Those skills of observation have allowed him to pull Traviata back to a more human scale. He points to Violetta’s big aria at the end of the first act (“Ah, fors’í¨ lui”), when he has her lie back and reflect on her freewheeling life and whether Alfredo could be her first real love. He’s encouraged Canadian soprano Erin Wall to twist her hair, a natural, subconscious gesture. Likewise, when Alfredo’s father, Giorgio Germont, tries to talk Violetta into leaving his son to save the family’s honour, Miller has him turn his wedding ring, as if he’s remembering his own lost wife—a woman who, Miller imagined, might have died during childbirth in that era.
But the scene that has attracted the most attention is Miller’s interpretation of Violetta’s well-known death scene, in which the consumptive heroine sings her final piece without rising from her bed. Miller admits he brings to it his own medical knowledge of how quiet and poignantly undramatic death can be.
“I just think that most people, when they die, stay in bed and do it; it’s a full-time business, dying,” Miller says. “I mean, usually she does a lap of honour halfway through the aria. You see, people die very incompetently in most operas because most people have never bothered to look, or possibly they’ve never seen it [dying]. I mean, most people die unnoticed by their relatives.”¦In this case she does die noticed but has this curious ecstasy—she’s hallucinating and she talks about getting married, and I have her getting up slowly on her knees and looking under the bedclothes for her wedding dress.”
Then he adds: “I want it to be dramatic, but dramatic is always best when it’s real. The rest is bullshit and vulgar and sentimentality.”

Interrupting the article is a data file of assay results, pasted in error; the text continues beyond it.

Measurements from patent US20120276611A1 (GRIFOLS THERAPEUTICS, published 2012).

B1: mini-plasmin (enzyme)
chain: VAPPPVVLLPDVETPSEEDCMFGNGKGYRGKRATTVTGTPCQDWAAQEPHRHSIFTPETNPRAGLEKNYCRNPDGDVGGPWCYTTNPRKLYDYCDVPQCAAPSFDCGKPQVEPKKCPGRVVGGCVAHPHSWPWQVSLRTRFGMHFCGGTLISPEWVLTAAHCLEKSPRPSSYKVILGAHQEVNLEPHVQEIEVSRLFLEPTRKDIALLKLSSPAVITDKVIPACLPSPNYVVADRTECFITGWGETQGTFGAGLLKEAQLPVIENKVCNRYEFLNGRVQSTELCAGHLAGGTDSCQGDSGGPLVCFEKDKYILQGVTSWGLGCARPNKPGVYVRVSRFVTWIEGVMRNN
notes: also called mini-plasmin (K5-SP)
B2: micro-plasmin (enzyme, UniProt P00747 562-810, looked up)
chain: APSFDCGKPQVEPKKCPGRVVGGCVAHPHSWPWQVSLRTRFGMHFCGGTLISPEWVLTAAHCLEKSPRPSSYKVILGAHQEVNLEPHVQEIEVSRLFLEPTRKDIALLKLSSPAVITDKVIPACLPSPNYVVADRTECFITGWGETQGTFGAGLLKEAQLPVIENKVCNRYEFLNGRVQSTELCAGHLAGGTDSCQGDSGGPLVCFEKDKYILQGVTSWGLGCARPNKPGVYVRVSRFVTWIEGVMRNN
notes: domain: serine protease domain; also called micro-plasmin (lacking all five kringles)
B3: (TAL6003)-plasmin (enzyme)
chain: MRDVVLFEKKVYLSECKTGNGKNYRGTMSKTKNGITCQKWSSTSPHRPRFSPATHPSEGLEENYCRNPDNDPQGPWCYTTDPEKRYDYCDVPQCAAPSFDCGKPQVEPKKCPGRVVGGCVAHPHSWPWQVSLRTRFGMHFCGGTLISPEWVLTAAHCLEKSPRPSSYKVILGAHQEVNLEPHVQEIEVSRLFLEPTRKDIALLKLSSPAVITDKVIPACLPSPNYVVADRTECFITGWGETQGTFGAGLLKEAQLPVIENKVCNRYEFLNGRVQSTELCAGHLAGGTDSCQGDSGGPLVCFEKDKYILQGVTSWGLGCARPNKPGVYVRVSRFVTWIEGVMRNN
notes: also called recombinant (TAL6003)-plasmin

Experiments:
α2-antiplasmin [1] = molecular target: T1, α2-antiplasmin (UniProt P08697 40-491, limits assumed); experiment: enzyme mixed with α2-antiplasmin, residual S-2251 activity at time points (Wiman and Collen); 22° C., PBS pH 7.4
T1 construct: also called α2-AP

Miller openly wonders if his defiantly naturalistic approach to opera makes him unfashionable in an art form bent on conceptualism. Fortunately, he has other talents, should this unlikely scenario unfold: he has more than a dozen books to his name and has created television documentary series like the BBC’s atheistic exploration A Brief History of Disbelief. On this day, he takes the Straight along, after the interview, to Granville Island’s Malaspina Studios, where he’s been spending his off-hours working with linen, folding it and turning it into sort of three-dimensional paintings. These are beautiful, ethereal pieces, rippling like the draped gown on a marble statue. He chats with the studio’s printmakers and seems to fit into the studios as easily as he fits into an opera hall—or a hospital ward, for that matter.
Remarkably, visual art is just one more pursuit in his repertoire. But don’t dare call him a Renaissance man, as other publications have, for Miller has a strong opinion about that, too.
“I’m not a Renaissance man. I’ve just got a lot of interests. It’s journalistic bullshit,” he says straightforwardly. “My father had two or three interests—he was a psychiatrist, he was a very good painter, he was a very good draftsman, he wrote books, and he could speak three or four languages. And he would be appalled to be called a Renaissance man. He just had a curiosity. And so do I.”
La Traviata is at the Queen Elizabeth Theatre from Saturday (April 30) to May 12.